On 15 and 22 May London saw large demonstrations in solidarity with the Palestinians.
The anger at the bombing of Gaza and the Israeli government’s disregard for Palestinian rights is fully justified. But as I talked with young people on the demonstrations, it became clear that some have picked up reactionary ideas: that Jews should be driven out of the Middle East, that they are Europe’s “problem”, and that the Holocaust is exaggerated by Israeli Jews in their own interests. Many of these ideas are promoted by various shades of political Islamism, expressed on the demo by the very common chanting of “from the river to the sea, Palestine will be free” (sometimes without the implications of the slogan having been thought through) and the fairly common chanting of “Allahu Akbar”.
In the run up to the 22 May demonstration, one of the organisers, the Palestine Solidarity Campaign (PSC), made a public appeal against expressions of antisemitism on the march. PSC specified that this meant no targeting of Jews, only Israel, and no comparisons of Israel with Nazi Germany. As far as I could see, there were certainly fewer egregiously antisemitic placards on these marches than on similar ones in the past, although there were some. “Zionism=Nazism” and similar slogans have become less common.
Any move to combat antisemitism within the Palestine solidarity movement is welcome. The PSC’s moves are, however, limited. They focus only on antisemitism defined as “the hatred of Jews because they are Jews”, stating: “Our anger should be directed at Israel, not British Jews or those from anywhere else.”
This leaves much antisemitism untouched, particularly that targeting Jewish Israelis as being undeserving of the right to national self-determination despite the Jewish Israeli nation being formed by refugees from genocide and persecution, and then targeting “Zionists” (Jews outside Israel who feel empathy with Israel) as guilty by association. The demand for boycotts of Israel as “the apartheid state” remains central to PSC’s approach, as does the highly ambiguous demand for a “Free Palestine”. (Does it mean an independent Palestinian state alongside Israel? Or “freeing” the territory of British Mandate Palestine of Israeli and Jewish presence?)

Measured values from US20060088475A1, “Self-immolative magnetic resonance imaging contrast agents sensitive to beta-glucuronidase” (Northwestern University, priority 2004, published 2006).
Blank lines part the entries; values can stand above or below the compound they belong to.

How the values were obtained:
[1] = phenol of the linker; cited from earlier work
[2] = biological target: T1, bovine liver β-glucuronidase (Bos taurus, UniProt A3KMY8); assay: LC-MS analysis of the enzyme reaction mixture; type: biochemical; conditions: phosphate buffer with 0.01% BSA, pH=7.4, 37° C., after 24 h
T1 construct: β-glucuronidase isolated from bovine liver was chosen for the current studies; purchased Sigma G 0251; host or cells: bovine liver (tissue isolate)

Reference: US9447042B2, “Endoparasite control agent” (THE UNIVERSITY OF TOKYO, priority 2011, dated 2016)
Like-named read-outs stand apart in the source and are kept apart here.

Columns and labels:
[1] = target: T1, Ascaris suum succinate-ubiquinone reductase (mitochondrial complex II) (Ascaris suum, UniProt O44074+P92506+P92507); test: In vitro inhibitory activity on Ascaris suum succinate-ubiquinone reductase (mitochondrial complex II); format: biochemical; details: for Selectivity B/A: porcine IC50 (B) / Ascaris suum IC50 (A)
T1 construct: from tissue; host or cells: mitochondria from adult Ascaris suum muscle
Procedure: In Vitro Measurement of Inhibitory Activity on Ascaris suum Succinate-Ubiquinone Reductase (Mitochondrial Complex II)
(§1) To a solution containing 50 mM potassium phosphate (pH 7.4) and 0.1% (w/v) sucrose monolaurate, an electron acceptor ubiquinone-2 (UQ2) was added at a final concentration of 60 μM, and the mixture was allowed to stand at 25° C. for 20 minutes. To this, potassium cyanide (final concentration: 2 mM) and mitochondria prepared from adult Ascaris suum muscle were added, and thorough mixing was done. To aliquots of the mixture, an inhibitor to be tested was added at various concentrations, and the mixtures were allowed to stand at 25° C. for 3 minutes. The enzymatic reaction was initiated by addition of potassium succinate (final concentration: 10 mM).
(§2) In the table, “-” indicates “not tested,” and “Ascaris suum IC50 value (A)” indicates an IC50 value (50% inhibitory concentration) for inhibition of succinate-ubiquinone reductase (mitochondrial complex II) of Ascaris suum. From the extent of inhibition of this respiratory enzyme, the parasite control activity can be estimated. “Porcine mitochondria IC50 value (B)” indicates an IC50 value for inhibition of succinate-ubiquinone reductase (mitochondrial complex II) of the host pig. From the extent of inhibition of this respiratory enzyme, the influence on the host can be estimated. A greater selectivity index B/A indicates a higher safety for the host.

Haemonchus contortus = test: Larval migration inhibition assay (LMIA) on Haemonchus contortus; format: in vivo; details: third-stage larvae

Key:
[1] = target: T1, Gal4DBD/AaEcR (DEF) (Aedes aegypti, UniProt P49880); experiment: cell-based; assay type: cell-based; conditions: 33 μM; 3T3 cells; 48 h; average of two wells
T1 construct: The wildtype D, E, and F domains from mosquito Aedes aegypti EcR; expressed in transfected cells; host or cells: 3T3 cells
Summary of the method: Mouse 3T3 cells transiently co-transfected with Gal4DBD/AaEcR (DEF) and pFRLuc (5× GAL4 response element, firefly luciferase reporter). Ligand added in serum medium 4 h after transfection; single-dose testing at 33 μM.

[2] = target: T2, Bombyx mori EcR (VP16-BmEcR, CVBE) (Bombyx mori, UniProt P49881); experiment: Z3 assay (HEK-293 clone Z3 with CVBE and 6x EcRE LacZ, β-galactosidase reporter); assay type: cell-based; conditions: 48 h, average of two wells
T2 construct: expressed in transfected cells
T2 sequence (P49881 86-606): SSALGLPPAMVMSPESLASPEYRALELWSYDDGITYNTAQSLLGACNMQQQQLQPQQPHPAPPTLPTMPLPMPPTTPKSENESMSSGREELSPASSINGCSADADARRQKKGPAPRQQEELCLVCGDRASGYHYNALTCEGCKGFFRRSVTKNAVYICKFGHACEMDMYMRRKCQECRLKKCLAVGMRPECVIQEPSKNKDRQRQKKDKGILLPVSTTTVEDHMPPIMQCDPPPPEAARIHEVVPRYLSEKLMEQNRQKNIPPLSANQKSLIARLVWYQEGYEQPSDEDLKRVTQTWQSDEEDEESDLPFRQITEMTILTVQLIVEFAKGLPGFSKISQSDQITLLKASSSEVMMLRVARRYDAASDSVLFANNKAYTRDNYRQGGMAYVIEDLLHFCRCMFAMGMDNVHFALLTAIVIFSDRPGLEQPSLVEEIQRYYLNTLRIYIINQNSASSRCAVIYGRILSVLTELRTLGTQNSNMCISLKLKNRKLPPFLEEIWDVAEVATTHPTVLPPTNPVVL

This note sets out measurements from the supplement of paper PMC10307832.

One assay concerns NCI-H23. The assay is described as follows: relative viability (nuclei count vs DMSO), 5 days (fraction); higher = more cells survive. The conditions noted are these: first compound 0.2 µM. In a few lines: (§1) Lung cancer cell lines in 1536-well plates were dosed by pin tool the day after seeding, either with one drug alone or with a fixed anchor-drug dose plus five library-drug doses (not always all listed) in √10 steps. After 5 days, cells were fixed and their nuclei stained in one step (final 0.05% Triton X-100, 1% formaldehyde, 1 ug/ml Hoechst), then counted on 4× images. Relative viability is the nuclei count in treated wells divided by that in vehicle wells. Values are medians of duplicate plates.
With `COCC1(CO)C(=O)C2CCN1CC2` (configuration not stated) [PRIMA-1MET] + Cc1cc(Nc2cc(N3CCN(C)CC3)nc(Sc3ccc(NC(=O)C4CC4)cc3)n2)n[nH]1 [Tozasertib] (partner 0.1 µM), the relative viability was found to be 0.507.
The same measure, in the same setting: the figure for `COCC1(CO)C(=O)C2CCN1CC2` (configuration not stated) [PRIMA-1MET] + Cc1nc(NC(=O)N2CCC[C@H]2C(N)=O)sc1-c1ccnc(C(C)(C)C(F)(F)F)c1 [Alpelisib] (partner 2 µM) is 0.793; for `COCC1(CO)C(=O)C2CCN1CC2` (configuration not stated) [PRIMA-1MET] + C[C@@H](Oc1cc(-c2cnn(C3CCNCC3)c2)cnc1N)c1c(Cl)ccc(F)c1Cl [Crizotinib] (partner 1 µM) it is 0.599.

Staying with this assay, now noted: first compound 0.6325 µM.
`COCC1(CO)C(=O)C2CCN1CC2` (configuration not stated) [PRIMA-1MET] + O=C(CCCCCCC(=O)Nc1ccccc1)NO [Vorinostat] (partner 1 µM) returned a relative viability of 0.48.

The PSC needed to counter media reports of increased antisemitic attacks after the 15 May London demonstration (including reports of a convoy of cars decked out in Palestine flags driving through Jewish areas with shouts of “Fuck the Jews and rape their daughters”).
However, Tariq Ali’s speech on the 22 May platform effectively relegated the clean-up operation to a shallow public relations exercise. He said:
“The Zionist governments of Israel” and “settlers from Brooklyn… who are semi-fascist… have learnt nothing from what happened to them in Europe. Nothing”. The most generous interpretation of this is that Israeli Jews are now doing to the Palestinians what was inflicted upon them in Nazi Germany, exactly the comparison the PSC claimed was unwelcome on the demonstration.
He continued: “Every time they bomb Gaza, every time they attack Jerusalem — that is what creates antisemitism. Stop the occupation, stop the bombing, and casual antisemitism will soon disappear.”
Ali said similar at a 2018 Palestine demonstration: “The purveyors of antisemitism today, those who have encouraged antisemitism, are the Israeli government. Killing Palestinians the way that they do it, targeting children as they have done, this is what produces a crude form of antisemitism. And the support given to this by right-wing Zionist organisations in Europe and America doesn’t help challenging antisemitism either.”
Ali claims antisemitism is the fault of the Israeli government and of Zionists (that is, Jews who feel empathy with Israel) in Europe and America. He need not denounce the antisemites, or examine his own attitudes: just by denouncing Israel he has done all he needs to against antisemitism.
Ali forgets two principles. First, the responsibility for antisemitism lies not with any Jewish person, but with antisemites. Second, if people are encouraged to look at the Israel-Palestine conflict through an antisemitic lens, they will come to see more of the world through that lens. Socialists should counter that vision — patiently but firmly — with the ideas of working-class solidarity based on the mutual recognition of rights, as against sectarian delegitimation of Jewish Israelis as undeserving of rights.
Antisemitism must be opposed in all its forms and wherever it is found. As long as Palestinian solidarity protests are tainted with antisemitism, they will fail to help build pressure for a just peace.